Lek finally shows up and I have a bit of envelope stuffing to do. I ask her where it’s at, and she mentions a temple name, but confesses she doesn’t know where it is. But not to worry, one of her son’s friends knows the place and he’ll be here in half an hour to accompany us. Right.
Well, it’s more than an hour now, and still no sign of this guy. She’s beginning to look worried, and the son still can’t get him on the phone. ‘Do you have the name and location of the temple?’ I ask Lek.
‘It’s on the invitation card.’
Lovely. It’s listed with the Changwat, Amphoe, and Tambon (Province, District and Sub-district). The only problem is, there are typically five different temples within a stone’s throw of each other in any given area in Thailand. Right. Give me five minutes.
I am fortunate in that Lek has internet access at home.
She does not have any downloaded map software, but I have bookmarked some online sites in my email account. I access the site and search, first by amphoe, then zoom in until I find the tambon. There are five temples in the vicinity. ‘What’s the name of the temple again?’ Ah there it is. Now I backtrack to our present location, and use the distance measuring tool to estimate how long it’ll take to get there. Hmmm. Slightly less than an hour, first down highway 1, turn off to highway 2xx and keep going till we cross highway 2x. The temple will be a little further up on the right.
Okay, let’s go. Lek shrugs her shoulders, smiles and then shoots me a sidelong ‘you crazy farang’ look. I laugh back. I have a feeling she doesn’t trust maps. We’ll see.
On the way, I show Lek, her son and his girlfriend how to use the highway numbering. ‘Look at the square white sign with the black border and the garuda (mythical bird symbol) in the center. The highway number we’re travelling in is in the middle of the garuda. When we reach a junction with another highway, arrows in the sign will indicate the direction in which each highway goes.’
Her son tries to call ahead, but all I could hear was loud music. Shouting into the phone didn’t make any difference.
They see a major junction up ahead and expect it to be highway 2x, but it’s something else with four numbers. I see a look of confusion mixed with panic on three faces. I say, just be patient. Surely enough, five minutes later we get to another major junction, and the left to right arrow indicates highway 2x, while 2xx continues straight ahead. I smile and tell them the temple shouldn’t be too far now. Lek shakes her head partly in disbelief, then laughs and tells her son, ‘See, we live here yet it is uncle SWB who gets us there!’ Soon enough, we’re in the temple grounds, but the party is obviously somewhere else.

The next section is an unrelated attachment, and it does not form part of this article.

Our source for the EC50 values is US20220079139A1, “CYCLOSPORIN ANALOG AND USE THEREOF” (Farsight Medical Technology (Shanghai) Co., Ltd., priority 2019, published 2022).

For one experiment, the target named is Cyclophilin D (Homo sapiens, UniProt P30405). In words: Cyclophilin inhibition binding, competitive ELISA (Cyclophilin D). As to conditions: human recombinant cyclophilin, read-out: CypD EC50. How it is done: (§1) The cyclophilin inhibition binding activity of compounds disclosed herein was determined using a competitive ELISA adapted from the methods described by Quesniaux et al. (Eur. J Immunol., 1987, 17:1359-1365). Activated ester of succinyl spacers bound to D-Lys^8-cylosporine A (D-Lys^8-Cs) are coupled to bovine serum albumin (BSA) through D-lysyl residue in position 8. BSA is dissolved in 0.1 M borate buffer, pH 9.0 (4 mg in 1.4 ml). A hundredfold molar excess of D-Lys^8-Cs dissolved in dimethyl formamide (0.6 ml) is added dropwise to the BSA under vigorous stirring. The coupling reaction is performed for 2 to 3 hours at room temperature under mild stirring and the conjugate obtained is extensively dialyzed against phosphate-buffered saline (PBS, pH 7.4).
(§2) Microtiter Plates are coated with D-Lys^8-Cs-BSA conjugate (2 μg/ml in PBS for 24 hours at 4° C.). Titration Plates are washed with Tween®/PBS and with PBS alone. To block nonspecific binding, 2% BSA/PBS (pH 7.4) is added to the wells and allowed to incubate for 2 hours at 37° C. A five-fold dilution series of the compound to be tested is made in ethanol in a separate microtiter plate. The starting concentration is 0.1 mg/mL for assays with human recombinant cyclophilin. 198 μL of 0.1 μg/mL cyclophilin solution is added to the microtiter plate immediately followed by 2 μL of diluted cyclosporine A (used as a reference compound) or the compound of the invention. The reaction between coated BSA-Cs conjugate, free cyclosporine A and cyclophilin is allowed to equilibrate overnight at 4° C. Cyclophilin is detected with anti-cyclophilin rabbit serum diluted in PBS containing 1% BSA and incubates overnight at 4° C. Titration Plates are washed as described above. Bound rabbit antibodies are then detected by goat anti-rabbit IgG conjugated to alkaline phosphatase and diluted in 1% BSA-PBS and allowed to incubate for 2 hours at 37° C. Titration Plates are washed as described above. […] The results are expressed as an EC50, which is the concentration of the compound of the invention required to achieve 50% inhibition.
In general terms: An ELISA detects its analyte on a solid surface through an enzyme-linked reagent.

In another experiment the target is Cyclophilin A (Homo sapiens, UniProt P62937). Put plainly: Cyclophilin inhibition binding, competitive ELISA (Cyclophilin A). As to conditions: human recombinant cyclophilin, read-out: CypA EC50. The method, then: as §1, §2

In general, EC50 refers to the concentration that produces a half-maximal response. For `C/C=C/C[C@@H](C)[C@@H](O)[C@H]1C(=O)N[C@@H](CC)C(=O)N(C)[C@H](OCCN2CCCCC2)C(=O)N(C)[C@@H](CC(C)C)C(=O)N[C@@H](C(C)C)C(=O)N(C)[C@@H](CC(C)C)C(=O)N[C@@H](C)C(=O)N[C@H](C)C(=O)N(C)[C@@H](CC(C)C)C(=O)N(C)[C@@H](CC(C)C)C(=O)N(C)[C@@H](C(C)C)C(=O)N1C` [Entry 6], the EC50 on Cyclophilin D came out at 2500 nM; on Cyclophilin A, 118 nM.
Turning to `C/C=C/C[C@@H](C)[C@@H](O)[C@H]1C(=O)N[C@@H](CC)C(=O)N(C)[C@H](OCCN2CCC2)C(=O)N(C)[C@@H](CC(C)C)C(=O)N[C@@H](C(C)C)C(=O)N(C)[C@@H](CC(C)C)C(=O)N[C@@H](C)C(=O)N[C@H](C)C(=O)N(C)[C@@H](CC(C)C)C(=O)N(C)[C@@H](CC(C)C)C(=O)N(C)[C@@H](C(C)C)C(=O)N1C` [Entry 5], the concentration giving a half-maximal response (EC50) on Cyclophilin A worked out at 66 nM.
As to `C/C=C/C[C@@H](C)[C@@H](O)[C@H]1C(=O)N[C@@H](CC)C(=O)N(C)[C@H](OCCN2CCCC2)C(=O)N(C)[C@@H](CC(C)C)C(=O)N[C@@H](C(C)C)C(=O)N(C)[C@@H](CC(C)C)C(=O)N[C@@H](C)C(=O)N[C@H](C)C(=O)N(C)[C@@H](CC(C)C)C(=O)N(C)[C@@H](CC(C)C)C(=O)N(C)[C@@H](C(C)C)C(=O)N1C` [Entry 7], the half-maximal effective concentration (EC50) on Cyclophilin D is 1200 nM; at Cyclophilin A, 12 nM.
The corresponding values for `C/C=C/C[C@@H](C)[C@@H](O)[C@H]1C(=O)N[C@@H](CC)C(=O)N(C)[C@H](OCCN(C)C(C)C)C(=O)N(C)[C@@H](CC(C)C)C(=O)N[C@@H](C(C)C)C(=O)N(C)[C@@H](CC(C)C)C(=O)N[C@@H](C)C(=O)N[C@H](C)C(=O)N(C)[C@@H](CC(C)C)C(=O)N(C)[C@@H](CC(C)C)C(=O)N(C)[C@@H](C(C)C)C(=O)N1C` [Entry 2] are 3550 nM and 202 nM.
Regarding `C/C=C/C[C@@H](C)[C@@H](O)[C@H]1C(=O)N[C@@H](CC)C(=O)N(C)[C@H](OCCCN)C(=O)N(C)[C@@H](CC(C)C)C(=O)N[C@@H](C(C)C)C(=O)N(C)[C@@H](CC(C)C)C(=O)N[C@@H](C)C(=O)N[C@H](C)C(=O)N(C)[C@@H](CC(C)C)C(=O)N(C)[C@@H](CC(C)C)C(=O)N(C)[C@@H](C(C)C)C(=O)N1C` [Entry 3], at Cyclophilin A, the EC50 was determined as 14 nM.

Loud music can be heard somewhere in the distance, but as this is the season for ordinations, we could be crashing on someone else’s party. Her son tries the number again, and while he can’t make out what’s being said, the music on the phone is the same as that we can hear in the distance so we know we have the right party.
Half the village must have been there, with tables clustered around a central stage and several dancing girls in short shorts and bikini tops. At least two of the girls were going like the energizer bunny. Lek noted my raised eyebrows and laughed again. There was a fair crowd dancing in front of the stage in various stages of intoxication, and at least one of the girls in the crowd tried to have me join them for a swig of beer with the obvious intent of doing something nasty to me after the party was over. I politely declined while still trying to spot the energizer bunny girls.
Well, the trip back was much quicker, and the website has now been bookmarked for future reference on the computer. A GPS receiver is still on the back burner, but maybe I’ll give BKKSW a shout and see if he’ll introduce me to Jill…
These GPS contraptions really are wonderful thing and the model BKKSW has is seriously cool.
You nailed it when you said that you need to check out the route first. I carry a decent map in the car that has everything in both English and Thai and that helps. It should be noted that some local road maps are pretty bad though, more a chart than a map!